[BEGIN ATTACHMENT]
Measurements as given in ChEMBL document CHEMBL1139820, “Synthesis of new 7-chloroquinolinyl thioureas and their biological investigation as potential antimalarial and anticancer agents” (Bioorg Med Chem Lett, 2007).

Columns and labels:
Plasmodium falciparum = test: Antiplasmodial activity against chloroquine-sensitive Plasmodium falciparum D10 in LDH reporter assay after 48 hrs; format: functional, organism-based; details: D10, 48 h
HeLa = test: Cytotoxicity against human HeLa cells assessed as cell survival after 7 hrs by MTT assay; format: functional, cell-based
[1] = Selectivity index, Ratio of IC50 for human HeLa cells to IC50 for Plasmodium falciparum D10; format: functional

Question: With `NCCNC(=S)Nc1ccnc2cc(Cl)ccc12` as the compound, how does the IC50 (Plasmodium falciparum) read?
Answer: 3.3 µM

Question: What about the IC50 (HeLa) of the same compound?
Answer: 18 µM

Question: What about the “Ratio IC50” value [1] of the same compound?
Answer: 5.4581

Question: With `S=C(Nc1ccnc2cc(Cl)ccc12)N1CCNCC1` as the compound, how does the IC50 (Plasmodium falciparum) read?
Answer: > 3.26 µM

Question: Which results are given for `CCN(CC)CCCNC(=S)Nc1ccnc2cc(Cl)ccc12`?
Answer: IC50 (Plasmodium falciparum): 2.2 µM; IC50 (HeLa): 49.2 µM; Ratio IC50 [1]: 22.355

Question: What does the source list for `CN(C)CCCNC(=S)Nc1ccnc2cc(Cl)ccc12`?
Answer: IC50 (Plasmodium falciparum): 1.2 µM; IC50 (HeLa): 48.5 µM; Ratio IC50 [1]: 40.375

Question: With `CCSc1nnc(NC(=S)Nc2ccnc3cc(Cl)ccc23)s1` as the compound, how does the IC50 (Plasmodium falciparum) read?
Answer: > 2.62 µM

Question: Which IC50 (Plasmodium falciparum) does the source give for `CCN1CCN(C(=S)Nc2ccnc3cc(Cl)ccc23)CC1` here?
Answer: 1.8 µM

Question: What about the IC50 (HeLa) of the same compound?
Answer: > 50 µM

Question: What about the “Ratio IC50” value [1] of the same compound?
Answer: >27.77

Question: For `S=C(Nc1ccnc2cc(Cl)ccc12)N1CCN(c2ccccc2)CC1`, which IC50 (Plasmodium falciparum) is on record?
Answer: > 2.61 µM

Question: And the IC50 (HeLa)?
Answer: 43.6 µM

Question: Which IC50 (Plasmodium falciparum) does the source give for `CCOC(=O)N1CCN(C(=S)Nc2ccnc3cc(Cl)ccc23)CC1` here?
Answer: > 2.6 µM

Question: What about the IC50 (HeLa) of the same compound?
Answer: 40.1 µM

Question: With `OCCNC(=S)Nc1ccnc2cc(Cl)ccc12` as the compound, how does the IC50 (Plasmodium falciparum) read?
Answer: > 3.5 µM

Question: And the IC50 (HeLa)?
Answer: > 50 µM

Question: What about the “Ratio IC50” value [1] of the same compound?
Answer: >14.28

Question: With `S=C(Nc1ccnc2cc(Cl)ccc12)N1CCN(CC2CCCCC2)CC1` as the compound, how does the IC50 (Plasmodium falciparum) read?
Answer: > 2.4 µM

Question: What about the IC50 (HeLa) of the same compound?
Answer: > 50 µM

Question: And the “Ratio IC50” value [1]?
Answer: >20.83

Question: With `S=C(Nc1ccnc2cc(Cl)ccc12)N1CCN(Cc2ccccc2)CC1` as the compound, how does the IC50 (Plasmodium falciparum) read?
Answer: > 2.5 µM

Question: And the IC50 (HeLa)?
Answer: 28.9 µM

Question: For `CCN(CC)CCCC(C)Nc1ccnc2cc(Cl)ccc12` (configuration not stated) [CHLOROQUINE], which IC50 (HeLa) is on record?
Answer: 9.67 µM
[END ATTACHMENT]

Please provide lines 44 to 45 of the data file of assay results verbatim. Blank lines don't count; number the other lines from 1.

Question: And the “Ratio IC50” value [1]?
Answer: >20.83